Lizzy's Dark Fiction

(Click for spoiler-free review of NEVER FADE, the second book in this series!)

PJV Quickie:  THE DARKEST MINDS is is aptly named, as it is quite possibly the darkest dystopian I have read.  What the characters have stripped away from them is truly frightening and the fact that none of them know why it happened is worse.  It’s difficult to believe that any parent would voluntarily allow their child in a concentration camp, but the parents of these children are scared…and with good reason.  I reread THE DARKEST MIND before starting book two and it was still as amazing for me during the second reading.

Review:  Not only did THE DARKEST MINDS blow my expectations out of the water, but it is the first book in a long time that makes me truly envious of the author.  I wish I wrote this book.  It’s gritty, dark, and unlike any book I’ve ever read.  There are quirky characters that have dynamic relationships with each other (and not just the narrator like many books).  In fact, even their vehicle, Betty, has personality.

It’s unfortunate that every adult the gang meets wants to either kill them or throw them in chains, as it make it seem like there are a disproportionate amount of child-hating sadistic jerks running around.  I’m fairly certain that there’s a halfway decent adult somewhere in this universe, but Ruby definitely hasn’t met him/her.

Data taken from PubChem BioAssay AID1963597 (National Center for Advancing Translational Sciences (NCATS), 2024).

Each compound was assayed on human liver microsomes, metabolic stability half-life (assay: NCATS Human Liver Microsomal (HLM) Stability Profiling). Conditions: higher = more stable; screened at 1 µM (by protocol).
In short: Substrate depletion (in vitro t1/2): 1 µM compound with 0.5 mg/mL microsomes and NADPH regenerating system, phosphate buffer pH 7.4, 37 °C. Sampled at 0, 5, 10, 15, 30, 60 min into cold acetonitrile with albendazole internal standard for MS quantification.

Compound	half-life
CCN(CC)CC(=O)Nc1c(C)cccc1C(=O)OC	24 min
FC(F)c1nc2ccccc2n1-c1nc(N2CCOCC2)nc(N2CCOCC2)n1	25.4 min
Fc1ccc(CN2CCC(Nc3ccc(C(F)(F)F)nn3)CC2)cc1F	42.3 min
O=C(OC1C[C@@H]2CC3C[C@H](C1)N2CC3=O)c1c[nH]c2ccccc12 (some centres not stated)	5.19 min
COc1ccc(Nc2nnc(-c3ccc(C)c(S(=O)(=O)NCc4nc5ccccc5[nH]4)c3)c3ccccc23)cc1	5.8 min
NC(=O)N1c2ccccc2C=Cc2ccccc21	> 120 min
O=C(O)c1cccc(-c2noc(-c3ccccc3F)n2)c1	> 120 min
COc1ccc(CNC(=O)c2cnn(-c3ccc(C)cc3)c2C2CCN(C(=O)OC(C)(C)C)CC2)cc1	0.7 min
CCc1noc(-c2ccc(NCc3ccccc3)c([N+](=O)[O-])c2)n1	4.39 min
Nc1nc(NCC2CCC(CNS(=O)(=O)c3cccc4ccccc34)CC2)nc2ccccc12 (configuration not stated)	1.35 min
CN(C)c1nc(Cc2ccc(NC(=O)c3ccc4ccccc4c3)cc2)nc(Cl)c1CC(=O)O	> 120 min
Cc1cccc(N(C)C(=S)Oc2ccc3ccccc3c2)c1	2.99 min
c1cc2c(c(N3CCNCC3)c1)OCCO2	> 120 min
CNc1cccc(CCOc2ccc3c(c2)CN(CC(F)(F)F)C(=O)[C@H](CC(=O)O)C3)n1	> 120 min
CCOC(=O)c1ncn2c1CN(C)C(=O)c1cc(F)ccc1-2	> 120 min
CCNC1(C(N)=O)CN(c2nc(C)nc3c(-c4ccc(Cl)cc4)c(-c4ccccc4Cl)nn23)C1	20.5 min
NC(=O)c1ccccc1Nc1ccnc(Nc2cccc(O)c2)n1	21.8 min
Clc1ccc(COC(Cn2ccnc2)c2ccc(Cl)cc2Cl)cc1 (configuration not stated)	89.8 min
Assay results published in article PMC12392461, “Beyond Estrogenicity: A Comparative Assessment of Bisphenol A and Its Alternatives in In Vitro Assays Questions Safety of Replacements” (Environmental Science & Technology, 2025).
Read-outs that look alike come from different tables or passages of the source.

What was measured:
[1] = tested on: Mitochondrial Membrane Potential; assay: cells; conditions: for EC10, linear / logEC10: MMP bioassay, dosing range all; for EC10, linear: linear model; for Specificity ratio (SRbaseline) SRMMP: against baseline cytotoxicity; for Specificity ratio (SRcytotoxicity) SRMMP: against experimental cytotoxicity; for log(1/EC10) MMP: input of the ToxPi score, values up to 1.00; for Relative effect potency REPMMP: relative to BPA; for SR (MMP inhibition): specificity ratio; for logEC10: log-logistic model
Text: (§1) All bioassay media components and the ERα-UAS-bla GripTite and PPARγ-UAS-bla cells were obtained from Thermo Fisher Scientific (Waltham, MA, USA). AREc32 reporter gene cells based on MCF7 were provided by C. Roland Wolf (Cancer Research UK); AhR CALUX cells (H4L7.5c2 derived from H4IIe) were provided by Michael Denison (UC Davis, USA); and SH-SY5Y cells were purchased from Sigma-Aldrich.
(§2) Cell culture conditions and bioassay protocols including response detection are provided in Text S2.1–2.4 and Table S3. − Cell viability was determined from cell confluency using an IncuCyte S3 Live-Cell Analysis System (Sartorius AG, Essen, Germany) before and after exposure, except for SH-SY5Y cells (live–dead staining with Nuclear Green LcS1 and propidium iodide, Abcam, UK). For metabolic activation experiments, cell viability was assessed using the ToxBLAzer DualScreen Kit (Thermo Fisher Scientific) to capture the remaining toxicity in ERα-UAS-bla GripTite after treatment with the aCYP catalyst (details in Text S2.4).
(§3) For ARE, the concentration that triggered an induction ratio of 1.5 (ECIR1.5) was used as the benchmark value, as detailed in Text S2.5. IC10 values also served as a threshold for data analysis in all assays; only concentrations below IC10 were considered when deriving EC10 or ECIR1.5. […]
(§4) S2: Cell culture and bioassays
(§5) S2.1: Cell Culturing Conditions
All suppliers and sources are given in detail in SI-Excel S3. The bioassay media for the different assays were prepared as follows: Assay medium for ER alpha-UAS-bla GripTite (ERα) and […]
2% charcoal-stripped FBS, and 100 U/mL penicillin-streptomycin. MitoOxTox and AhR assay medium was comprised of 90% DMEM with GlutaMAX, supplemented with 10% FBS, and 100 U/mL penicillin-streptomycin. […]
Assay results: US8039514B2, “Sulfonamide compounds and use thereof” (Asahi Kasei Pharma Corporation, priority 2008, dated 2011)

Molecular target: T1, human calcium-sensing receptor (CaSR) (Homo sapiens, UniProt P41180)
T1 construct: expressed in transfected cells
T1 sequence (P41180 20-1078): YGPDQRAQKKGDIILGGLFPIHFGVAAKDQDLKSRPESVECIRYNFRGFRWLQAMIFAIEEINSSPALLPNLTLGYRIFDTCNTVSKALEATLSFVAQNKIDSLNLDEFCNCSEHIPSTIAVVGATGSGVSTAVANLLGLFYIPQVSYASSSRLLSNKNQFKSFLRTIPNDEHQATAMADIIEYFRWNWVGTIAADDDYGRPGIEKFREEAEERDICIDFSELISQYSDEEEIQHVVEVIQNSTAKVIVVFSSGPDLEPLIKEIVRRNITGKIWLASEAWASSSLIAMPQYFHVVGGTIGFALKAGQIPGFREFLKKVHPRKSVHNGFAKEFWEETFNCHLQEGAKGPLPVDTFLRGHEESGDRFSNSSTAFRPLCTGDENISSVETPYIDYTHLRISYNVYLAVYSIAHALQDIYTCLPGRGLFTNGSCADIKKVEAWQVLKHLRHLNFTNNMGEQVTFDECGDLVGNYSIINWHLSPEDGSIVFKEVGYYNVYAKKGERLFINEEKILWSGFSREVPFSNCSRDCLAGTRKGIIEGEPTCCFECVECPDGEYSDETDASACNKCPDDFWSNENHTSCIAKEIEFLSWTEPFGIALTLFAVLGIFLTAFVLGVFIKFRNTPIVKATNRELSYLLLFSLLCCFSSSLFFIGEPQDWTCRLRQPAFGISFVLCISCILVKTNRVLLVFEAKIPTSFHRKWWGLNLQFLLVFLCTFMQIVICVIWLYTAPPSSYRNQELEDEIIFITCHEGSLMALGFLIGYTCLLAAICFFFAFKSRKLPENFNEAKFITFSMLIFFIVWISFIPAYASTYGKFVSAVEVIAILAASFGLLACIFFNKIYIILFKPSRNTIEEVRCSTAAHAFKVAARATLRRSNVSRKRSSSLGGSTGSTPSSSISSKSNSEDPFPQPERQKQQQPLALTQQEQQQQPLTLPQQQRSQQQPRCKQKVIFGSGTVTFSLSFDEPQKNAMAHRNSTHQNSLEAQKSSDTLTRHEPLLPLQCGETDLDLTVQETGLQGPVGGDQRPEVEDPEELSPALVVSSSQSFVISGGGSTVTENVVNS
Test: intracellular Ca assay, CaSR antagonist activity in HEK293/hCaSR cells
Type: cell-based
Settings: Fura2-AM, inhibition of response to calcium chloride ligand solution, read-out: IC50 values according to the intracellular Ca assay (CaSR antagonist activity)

The color system isn’t explained until the end, which I didn’t appreciate.  Thanks Ruby for not telling me things like this that I should know by chapter two.  For anyone interesting in reading, here are the classification colors from least threatening to most threatening: Green, Yellow, Blue, Orange, and Red.  I don’t want to spoil exactly what each one does, but you’ll thank me while reading for the order.

Ruby is an unreliable narrator – she purposely hide things from the reader that we should know.  It’s not until late in the book that we learn exactly how she managed to avoid classification or the horrific event that led up to her being abandoned by her parents.  She’s plagued by the guilt of the things that her ability has done to people.  She’s damaged to the point where she hide the truth even from those closest to her.  Because Ruby is the only narrator, there are some unanswered questions involving the world-building that hopefully will be cleared up in later books.

Although the descriptions in THE DARKEST MINDS are intense, reading felt like running blindfolded.  There’s so many things that aren’t explained until the last possible moment.  Somehow it works.  Without knowing if the people Ruby meets are friend or foe, I felt my adrenaline pounding page after page.  Many of the twists were unexpected, especially involving Clancy.  I recommend THE DARKEST MINDS to fans of YA dystopians and thrillers.